City Paper is not for tourists
DENVER—-The D.C. delegation to the Democratic National Convention came out in force this afternoon to support Del. Eleanor Holmes Norton. Among the elected VIPs on the scene were council Chairman Vincent C. Gray, Ward 4’s Muriel Bowser, Ward 5’s Harry Thomas Jr., and Ward 7’s Yvette Alexander (Mayor Adrian M. Fenty has yet to arrive). Together, they chanted, “We demand the vote.”
The impact of those demands was, well, debatable.
Norton was placed at the very head of the daily lineup, just after an overlong invocation, the colors presentation, the Pledge of Allegiance, and a local children’s choir singing the national anthem. Perhaps a few hundred press, delegates, and staff were milling about the floor during the speech, very few paying particularly close attention.
Norton had but three minutes, but she did a fine job presenting some of the greatest hits of D.C. voting rights rhetoric (a feat helped, no doubt, by the fact she had only three minutes). The founders, she said, “did not create a new nation to get the vote, only to turn around and deny the vote to the citizens of their own capital.” She also hit on the voting-rights’ crowd’s new favorite feint: focusing on D.C.’s veterans, for instance namechecking Spec. Darryl T. Dent, who in 2003 became the first D.C. resident to die in Iraq.
As Norton spoke, one delegate unfurled a No Taxation Without Representation flag, mildly flouting rules about signs on the convention floor. Earlier today, D.C. Vote outreach director Eugene Dewitt Kinlow had talked about smuggling in some of his organization’s advocacy signs, but few of those appeared.
Before taking a strangely Burkean turn—-“Change is best achieved when wrapped in unchanging principles”—-Norton called on Democrats to “finish [Martin Luther] King’s unfinished business” and extend full civil-rights to the District.
Of course, that doesn’t include statehood. Not surprisingly, Norton’s advocacy extended only to passing the D.C. Voting Rights Act, the bill that passed the House last year but failed to gain sufficient Senate support. “Tonight, we challenge the Senate, especially the Republicans, to match the House”—-never mind that if all Senate Dems had voted for the bill it would have passed—-and she said to “have no doubt [that] if George Bush wouldn’t sign the D.C. Voting Rights Act, its most prominent co-sponsor, our next president Barack Obama, will.”
What was the impact of Norton and D.C.’s few minutes in the spotlight? Back at the D.C. bureau, LL’s boss reports that none of the 24-hour news networks emerged from their reverie of wonkitude to cover Norton’s remarks. Inside the hall, a few joined in the Washingtonians’ chant of “we demand the vote.” Rather than drown out decrepit former Kennedy aide Ted Sorenson, speaking after Norton, the chant faded fast.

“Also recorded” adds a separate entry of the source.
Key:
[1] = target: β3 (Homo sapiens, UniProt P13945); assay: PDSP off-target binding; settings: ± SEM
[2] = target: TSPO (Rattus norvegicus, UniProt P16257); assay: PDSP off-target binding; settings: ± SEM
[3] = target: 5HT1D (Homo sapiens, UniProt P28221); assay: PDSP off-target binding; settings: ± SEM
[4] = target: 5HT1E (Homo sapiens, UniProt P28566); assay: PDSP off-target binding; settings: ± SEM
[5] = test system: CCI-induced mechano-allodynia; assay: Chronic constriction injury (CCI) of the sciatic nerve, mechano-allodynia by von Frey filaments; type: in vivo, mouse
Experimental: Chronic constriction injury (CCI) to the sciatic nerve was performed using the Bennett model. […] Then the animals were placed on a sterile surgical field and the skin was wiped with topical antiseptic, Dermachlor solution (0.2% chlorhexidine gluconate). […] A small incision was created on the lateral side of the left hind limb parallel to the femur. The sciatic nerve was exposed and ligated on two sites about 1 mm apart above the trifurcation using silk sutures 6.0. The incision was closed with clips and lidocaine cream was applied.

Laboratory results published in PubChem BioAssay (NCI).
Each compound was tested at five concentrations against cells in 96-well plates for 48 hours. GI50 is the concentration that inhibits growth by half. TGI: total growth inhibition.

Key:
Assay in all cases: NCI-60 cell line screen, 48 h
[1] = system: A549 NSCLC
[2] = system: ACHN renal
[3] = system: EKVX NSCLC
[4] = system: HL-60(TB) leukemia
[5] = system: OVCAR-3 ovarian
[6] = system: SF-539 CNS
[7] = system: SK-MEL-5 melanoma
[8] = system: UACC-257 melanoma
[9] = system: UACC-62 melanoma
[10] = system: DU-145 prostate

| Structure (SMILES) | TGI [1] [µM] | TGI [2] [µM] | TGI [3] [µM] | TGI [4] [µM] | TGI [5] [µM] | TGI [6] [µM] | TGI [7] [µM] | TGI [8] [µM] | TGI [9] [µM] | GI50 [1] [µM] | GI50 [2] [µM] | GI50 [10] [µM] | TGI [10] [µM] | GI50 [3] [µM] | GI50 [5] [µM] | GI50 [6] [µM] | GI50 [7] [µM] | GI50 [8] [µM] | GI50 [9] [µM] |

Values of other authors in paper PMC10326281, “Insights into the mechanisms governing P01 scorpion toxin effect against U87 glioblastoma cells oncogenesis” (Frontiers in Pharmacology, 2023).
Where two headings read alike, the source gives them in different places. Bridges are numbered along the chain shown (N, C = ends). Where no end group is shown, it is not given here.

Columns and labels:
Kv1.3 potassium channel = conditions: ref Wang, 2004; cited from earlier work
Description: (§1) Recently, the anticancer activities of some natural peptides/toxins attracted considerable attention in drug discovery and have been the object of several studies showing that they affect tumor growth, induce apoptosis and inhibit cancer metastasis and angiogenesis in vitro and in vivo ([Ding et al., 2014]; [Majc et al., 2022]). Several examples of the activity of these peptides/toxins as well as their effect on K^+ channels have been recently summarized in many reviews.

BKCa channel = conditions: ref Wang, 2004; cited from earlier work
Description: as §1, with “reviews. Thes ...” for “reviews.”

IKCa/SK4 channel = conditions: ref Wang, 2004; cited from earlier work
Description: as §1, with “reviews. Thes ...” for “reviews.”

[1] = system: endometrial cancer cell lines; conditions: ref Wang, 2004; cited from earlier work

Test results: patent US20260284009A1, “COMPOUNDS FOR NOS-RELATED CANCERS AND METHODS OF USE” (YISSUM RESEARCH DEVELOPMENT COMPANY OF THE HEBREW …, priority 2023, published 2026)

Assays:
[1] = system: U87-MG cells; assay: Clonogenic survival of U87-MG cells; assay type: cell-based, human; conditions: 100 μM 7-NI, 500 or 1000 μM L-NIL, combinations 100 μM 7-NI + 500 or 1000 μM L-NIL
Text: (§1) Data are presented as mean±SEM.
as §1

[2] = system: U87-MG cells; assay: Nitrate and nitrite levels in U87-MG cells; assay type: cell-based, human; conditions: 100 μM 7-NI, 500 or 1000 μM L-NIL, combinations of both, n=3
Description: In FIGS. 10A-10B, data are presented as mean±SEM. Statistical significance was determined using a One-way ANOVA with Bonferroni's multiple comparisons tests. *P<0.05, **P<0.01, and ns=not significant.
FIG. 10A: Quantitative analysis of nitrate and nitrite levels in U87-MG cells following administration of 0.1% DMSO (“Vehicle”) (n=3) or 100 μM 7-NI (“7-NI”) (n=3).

After Sorenson came DNC vice chair Rep. Mike Honda, David Gupp of North Dakota, who spoke on Native American issues, and Rep. Linda Sanchez of California. Make no mistake: D.C.’s franchise, like Native American affairs or Latino affairs, is just another issue or VIP to be given a token speaking slot. But no big surprise there—-better to have three token minutes than no minutes at all.
Among the delegation the reaction was upbeat. D.C. Dems chair Anita Bonds called the remarks “stellar.” Gray said Norton “struck exactly the right themes—that this cannot be consistent with what the founders intended.” He rejected LL’s assertion that the District seemed to be an afterthought to convention organizers—-“If it were an afterthought, it wouldn’t be here at all….That alone represents progress.”
But does it? Norton took the podium in 1996, 2000, and 2004 to press voting rights; in 1992, she spoke about the issue along with then-mayor Sharon Pratt and Shadow Sen. Jesse Jackson. Attitudes toward voting-rights have improved during that time, as the District’s political and economic reputation improved, but D.C. still has no vote.
On his way off the floor, LL checked out D.C.’s neighbors. The Maryland section was deserted; the Virginia section held about a dozen folks, few of them actual delegates. In search of some reaction, LL headed over to his home state, Indiana.
There he found delegate Bonnie Reese of Winfield, Ind., which is about 10 miles from LL’s ancestral home in the northwest corner of the state. Reese said she had listened to Norton’s speech and asked LL to tell her more. He explained that D.C. has three electoral votes for president and a delegate to Congress, but no senators, and that Congress regularly tries to exert power over the locally elected leaders of the city.
Said Reese, “Well, that sucks!”
LL asked Reese if she planned to mention it to her colleagues. “I sure will,” she promised.
UPDATE, 7:03 P.M.: Pop Cesspool points out I forgot the video. Here it is: